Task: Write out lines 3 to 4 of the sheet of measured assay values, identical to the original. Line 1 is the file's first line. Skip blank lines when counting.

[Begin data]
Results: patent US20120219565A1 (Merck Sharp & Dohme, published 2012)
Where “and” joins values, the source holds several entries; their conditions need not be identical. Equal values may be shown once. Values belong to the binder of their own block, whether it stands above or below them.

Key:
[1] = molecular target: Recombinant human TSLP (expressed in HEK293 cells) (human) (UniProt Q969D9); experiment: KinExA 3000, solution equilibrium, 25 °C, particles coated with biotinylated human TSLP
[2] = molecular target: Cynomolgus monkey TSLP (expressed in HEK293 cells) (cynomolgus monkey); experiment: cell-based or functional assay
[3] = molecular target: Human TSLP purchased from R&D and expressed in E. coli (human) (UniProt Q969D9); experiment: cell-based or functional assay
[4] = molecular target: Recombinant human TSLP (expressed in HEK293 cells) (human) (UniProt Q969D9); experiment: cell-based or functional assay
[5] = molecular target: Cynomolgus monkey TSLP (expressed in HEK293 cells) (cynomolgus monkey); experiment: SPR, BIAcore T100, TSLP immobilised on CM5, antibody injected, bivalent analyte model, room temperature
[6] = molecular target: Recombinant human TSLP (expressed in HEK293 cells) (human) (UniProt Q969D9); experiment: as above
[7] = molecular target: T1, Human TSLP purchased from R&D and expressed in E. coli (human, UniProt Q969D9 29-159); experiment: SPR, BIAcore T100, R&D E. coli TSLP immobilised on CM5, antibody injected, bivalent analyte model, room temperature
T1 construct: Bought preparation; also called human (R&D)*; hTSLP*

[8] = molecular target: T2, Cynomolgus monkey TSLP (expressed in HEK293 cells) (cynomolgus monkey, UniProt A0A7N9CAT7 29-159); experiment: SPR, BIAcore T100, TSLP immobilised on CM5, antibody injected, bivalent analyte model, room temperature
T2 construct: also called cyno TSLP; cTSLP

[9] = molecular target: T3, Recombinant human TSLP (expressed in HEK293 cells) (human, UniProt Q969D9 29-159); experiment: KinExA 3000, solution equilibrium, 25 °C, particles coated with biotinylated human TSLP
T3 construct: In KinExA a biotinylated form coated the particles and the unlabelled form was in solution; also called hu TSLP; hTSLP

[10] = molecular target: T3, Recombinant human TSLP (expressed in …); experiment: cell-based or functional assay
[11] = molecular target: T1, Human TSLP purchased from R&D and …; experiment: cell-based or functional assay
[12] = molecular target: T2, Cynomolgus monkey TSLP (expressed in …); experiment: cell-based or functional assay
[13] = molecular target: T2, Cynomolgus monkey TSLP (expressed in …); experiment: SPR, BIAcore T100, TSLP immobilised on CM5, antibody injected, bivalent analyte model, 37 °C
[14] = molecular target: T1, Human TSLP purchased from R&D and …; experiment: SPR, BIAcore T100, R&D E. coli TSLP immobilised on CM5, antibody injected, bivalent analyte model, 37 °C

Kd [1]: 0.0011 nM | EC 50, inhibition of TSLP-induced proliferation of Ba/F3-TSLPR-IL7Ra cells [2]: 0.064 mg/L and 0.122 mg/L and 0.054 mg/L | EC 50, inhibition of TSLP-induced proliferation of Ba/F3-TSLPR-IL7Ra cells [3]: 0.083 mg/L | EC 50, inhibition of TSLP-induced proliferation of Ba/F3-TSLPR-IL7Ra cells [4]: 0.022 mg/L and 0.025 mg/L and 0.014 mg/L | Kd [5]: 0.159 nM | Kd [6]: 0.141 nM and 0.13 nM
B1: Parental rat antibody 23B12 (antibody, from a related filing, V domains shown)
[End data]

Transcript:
Key:
[1] = molecular target: Recombinant human TSLP (expressed in HEK293 cells) (human) (UniProt Q969D9); experiment: KinExA 3000, solution equilibrium, 25 °C, particles coated with biotinylated human TSLP